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[ih] History of Flaming

Hallo and thanks a lot for your helpful information.

I think there must have been some flaming in the mgsgroup - can anyone
remember this? I have found some kind of flaming in the header group.

>What is more interesting about this note is how looking back changes your
perspective vs having been there.
John: This is an interesting point. Those of you who followed early
versions of flaming - would you remember them for being more reserved from
today's point of view?

Randy: Which ones would you call the best classic flames?

Dave: Can I quote you, from what you wrote? I think you nicely summarized
the beginning of electronic flaming with the reply button!

Larry: Yes, the name Mark Ethan Smith already appeared in my inquiries,
also the fact, that there has been flaming in BBS, though I'm still looking
for good examples.

Best regards


Boris H?n?ler
Wissenschafts- und Technikjournalist
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fon: 0228 184 14 534
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Robotergesetze | Ein Blog ?ber Menschen und

2013/5/17 Dave Crocker <dhc2 at dcrocker.net>

> On 5/16/2013 4:14 AM, Ioannis Korovesis wrote:
>> On 05/16/2013 01:46 PM, Laboha wrote:
>>> Hi, I'm new to this mailing list. I'm a German technology journalist
>>> and blogger. I'm very much interested in the history of internet, that
>>> is why I joined this list. I'm currently working on an article about
>>> the history of flaming or flame wars. I have found several, but mostly
>>> after 1985. I had difficulties to find examples of flaming earlier -
>>> any tipps on that? Boris
>> This phenomenon arose in earlier networks such as BITNET, USENET, also
>> see http://en.wikipedia.org/wiki/**Flaming_%28Internet%29<http://en.wikipedia.org/wiki/Flaming_%28Internet%29>
>> yannis
> Email in the form we now know it, started in the early 1970s.  Flaming
> appeared immediately.
> Certainly as soon as the Reply command appeared -- called Answer in its
> first incarnation, with John Vittal's MSG program, flaming became a regular
> occurrence.  Easy replying facilitated overly-quick and underly-considered
> responses.
> The fact that the target of the flaming is not immediately present means
> that we are really responding to our internal model of what they said and
> meant, and internal psychological models differ from reality wildly.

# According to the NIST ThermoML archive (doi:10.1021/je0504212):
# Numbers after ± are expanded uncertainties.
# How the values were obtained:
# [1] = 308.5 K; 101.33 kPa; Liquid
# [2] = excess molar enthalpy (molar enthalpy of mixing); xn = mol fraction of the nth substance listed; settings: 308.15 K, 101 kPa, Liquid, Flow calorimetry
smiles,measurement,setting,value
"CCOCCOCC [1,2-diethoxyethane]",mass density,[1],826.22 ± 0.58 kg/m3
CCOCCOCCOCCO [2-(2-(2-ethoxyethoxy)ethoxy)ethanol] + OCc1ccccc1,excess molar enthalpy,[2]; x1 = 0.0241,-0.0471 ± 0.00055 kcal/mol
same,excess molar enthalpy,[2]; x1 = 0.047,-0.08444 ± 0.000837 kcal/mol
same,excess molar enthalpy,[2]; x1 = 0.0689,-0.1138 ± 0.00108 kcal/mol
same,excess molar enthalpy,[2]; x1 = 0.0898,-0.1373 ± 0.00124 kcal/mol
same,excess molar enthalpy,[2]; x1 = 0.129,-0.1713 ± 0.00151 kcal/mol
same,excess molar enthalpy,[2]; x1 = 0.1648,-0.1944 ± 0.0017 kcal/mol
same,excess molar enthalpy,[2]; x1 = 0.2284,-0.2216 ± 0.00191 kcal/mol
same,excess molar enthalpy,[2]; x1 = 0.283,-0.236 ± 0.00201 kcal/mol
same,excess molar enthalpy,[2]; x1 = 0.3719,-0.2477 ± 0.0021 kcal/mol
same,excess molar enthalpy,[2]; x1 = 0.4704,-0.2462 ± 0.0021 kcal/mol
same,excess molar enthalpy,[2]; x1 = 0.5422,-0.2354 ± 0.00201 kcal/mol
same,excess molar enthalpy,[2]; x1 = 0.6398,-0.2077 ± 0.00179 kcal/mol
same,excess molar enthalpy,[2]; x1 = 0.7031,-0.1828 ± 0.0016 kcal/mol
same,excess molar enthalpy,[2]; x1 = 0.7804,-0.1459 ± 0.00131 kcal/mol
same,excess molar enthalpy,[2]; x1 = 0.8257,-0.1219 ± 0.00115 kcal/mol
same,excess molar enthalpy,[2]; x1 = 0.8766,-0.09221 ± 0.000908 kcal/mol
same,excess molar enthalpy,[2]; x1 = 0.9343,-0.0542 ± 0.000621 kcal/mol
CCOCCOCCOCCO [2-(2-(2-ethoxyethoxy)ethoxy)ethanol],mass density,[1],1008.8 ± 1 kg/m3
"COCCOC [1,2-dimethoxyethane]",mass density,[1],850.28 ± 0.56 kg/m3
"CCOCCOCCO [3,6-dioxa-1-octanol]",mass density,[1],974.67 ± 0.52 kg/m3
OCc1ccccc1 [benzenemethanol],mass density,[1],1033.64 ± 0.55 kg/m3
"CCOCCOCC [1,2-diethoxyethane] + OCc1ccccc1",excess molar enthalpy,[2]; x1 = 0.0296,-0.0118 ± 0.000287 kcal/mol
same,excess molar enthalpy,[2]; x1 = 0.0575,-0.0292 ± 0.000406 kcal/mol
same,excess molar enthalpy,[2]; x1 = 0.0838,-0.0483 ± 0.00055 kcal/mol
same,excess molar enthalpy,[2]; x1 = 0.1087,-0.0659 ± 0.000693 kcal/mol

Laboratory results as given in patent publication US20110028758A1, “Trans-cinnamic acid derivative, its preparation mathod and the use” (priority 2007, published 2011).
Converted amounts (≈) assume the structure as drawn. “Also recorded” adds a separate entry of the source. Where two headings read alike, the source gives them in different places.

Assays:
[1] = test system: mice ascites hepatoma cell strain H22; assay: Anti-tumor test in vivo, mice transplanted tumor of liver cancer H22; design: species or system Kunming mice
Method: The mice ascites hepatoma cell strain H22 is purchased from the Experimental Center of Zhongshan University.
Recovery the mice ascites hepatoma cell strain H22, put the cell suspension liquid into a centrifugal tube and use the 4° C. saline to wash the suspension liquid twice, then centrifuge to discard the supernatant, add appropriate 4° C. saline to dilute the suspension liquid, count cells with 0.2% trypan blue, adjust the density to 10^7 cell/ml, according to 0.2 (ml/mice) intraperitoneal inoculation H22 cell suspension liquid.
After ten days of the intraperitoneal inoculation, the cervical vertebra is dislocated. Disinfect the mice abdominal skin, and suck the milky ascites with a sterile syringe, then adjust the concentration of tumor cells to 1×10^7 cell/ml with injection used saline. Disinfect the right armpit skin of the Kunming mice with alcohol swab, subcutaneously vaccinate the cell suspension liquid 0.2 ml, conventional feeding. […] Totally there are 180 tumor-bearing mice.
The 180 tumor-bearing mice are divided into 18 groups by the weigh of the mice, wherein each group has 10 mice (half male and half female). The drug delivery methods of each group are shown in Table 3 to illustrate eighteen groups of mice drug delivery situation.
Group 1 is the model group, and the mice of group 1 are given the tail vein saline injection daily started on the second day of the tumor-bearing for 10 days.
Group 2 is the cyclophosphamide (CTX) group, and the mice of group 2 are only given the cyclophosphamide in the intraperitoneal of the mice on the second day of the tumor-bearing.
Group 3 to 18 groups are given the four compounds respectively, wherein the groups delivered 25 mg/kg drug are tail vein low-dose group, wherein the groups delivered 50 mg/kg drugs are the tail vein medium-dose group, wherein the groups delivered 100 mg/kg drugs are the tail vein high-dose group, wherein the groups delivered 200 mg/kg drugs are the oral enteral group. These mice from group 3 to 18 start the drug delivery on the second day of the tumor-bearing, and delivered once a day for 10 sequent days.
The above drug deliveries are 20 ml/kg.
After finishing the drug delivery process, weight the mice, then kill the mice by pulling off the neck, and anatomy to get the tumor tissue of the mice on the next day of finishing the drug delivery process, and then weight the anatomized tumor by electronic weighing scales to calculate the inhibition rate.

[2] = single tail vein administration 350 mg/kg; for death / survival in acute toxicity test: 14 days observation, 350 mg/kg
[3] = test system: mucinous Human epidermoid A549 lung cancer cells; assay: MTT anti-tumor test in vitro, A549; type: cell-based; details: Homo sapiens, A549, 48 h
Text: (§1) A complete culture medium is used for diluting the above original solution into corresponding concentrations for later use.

>  Clarification interactions are expensive for email; so we tend just to
> react.
> The earliest mailing lists, also from the mid-70s, saw flaming in force.
>  Group dynamics in an email context seem particularly fertile for growing
> flames.
> I used to summarize that it took each of us about 6 months to get a
> reasonable degree of control over the flaming impulse; not perfect, as
> continues to be clear to this day, but at least /some/ control. However, we
> did eventually get one participant who demonstrated zero learning and we
> came very close to talking to their employer.  Then we got a second person
> afflicted even worse...
> As for IM, in the early 1970s, with my brother and me on separate coasts
> we would regularly interact using the BBN Tenex Talk mechanism, which was
> identical to the style of today's IMs, except that it showed a
> character-at-a-time as it was typed.
> One day my brother typed something that could be taken in multiple ways
> and I decided to have some fun, pretending to take it as upsetting, though
> I knew that wasn't what he meant.  With a huge grin on my face I typed back
> some sort of outraged response.  He was of course immediately and
> profoundly apologetic.
> It took me a moment to realize that he couldn't see the grin, so then we
> started 'chatting' about exchanging affect information when typing.
> We developed a few symbols for smiling -U- and frowning -M- and smirking
> -W-.
> And in an engineering environment, that's probably all the range of affect
> that one should need...
> d/
> --
> Dave Crocker
> Brandenburg InternetWorking
> bbiw.net
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